The first new Saabs have been built since the Trollhättan production line ground to a halt in June 2011.
Two 9-3 saloons left the line around 15 months after the assets of Saab and the Swedish Trollhättan factory were acquired by the newly created - and Chinese-backed - National Electric Vehicle Sweden.
Although this 9-3 pre-production car is powered by the same 2.0-litre turbocharged petrol engines used in the pre-collapse series production cars, this is just a stop-gap operation.
According to senior sources at Trollhättan, NEVS will build a batch of petrol-powered 9-3s in order to de-bug the production and build process, before the company switches to building the promised all-electric version of the 9-3. The initial 9-3 production run has been pre-sold to three Chinese government agencies.
Development work on the 9-3's lithium-ion-phosphorus batteries is being carried out in Japan and the first production ‘pouch cells’ have already been delivered to a Chinese company that makes electric buses.
The pre-production car was partly intended to show that the NEVS team had overcome the very tricky issue of re-building the supplier chain for the 9-3, as well as re-designing and replacing components that could no longer be sourced.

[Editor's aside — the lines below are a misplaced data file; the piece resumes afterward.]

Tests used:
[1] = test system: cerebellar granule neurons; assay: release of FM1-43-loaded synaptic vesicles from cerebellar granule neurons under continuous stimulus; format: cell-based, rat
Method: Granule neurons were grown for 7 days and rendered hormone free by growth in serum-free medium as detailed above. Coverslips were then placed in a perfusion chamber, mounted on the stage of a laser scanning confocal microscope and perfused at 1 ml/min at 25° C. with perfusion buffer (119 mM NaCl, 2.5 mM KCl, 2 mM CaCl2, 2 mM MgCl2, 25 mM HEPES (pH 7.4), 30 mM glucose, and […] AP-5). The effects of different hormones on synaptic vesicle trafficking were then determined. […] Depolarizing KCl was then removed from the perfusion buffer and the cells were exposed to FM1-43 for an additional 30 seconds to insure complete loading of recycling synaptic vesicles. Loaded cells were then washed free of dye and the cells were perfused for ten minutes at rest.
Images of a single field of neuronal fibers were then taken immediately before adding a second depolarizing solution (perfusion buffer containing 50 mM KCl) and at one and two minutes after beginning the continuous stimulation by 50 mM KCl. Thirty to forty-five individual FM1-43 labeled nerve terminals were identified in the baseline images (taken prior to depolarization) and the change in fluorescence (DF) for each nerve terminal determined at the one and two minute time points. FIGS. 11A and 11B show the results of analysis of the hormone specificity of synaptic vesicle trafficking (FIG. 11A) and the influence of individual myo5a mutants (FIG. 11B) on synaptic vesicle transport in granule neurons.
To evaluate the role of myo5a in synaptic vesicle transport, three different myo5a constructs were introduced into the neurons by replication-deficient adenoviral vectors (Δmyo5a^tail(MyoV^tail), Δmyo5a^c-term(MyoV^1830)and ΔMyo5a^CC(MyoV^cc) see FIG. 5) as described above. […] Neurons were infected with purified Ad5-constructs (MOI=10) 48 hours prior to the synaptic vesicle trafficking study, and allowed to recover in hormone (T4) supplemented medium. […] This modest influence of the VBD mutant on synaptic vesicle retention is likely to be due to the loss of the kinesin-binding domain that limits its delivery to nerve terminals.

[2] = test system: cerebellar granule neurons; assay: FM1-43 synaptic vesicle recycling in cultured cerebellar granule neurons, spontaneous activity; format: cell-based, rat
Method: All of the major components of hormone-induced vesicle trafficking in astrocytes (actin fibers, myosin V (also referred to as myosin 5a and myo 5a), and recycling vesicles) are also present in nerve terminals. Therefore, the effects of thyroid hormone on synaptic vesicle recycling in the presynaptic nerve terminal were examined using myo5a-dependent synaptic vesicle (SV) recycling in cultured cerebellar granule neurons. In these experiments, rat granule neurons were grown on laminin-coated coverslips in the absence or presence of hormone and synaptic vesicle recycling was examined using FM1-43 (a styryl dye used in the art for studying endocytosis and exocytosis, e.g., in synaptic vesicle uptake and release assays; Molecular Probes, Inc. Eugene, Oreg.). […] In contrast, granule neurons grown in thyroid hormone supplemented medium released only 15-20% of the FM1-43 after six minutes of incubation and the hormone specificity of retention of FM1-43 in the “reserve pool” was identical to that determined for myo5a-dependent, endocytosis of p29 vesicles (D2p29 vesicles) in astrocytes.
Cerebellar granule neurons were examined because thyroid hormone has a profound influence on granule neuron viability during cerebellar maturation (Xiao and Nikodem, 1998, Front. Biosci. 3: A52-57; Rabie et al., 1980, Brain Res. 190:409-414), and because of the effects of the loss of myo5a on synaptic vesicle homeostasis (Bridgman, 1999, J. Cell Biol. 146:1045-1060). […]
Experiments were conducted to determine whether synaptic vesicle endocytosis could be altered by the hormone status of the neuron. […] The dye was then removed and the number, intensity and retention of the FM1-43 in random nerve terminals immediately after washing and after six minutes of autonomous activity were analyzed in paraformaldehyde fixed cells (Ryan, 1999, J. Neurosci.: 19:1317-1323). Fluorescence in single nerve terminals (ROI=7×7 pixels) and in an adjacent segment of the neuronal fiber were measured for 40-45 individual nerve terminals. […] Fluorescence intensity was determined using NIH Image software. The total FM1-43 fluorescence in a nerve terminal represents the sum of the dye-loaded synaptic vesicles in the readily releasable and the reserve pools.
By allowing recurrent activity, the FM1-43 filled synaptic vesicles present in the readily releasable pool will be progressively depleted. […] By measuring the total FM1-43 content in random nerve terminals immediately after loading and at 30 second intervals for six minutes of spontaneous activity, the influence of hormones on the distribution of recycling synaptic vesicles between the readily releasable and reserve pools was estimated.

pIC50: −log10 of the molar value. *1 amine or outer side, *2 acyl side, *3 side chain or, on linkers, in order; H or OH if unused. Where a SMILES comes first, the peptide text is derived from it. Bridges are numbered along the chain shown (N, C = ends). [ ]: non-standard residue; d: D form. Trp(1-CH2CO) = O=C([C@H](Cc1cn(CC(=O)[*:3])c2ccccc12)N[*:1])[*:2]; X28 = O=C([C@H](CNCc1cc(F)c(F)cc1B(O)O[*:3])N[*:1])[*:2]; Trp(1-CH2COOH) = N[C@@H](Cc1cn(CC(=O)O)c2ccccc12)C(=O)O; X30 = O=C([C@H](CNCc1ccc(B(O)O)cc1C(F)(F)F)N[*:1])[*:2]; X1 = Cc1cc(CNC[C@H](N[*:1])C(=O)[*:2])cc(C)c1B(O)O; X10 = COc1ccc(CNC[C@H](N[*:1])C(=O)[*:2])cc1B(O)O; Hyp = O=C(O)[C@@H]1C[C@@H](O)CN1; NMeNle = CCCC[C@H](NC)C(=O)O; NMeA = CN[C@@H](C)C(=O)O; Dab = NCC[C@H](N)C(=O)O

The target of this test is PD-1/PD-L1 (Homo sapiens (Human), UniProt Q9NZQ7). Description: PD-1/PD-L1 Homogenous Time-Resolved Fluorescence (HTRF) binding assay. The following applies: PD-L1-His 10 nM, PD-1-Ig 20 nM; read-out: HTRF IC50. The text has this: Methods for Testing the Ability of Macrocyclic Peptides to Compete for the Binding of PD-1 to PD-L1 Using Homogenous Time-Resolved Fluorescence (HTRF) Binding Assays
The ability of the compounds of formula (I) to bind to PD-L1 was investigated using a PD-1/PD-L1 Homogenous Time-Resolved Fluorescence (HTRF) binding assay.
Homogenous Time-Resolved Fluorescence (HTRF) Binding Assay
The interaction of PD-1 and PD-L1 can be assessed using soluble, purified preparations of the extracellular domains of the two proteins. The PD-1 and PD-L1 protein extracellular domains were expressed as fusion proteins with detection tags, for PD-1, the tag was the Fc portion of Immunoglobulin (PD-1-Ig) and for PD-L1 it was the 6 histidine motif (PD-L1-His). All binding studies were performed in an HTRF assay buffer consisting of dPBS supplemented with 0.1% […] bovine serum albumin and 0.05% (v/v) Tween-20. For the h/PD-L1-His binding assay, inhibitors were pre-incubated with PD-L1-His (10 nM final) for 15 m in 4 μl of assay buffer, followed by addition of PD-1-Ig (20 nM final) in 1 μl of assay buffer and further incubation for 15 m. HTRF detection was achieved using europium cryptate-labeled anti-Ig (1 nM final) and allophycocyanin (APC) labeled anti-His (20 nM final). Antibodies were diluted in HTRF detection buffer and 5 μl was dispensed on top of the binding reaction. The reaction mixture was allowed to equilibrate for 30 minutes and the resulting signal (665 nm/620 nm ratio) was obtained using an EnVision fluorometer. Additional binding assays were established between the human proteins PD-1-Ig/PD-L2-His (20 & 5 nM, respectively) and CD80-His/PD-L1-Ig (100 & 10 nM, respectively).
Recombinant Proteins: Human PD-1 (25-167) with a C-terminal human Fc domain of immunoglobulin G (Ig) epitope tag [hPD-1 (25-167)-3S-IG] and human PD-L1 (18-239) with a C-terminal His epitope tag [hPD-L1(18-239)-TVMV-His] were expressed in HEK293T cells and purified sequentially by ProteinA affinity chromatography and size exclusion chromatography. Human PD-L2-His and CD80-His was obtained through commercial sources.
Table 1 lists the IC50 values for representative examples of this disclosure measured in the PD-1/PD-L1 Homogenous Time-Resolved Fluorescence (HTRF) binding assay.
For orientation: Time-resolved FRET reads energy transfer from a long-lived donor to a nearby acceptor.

Sources say that future 9-3 models will benefit from styling upgrades and other changes by the time they are launched in electric guise. NEVS has been given permission by Saab to use the Saab name on the cars, though it cannot use the Griffin badge nor can NEVS rename itself Saab.
The battery-powered 9-3s are expected to appear later next year and NEVS has outlined plans to launch the model in Europe by exhibiting at the 2015 Frankfurt show.
In the medium term, an all-new car will be launched based on the partially engineered Phoenix platform, which was under development when Saab collapsed in 2011. Sources say Phoenix-based cars are unlikely to appear before 2017.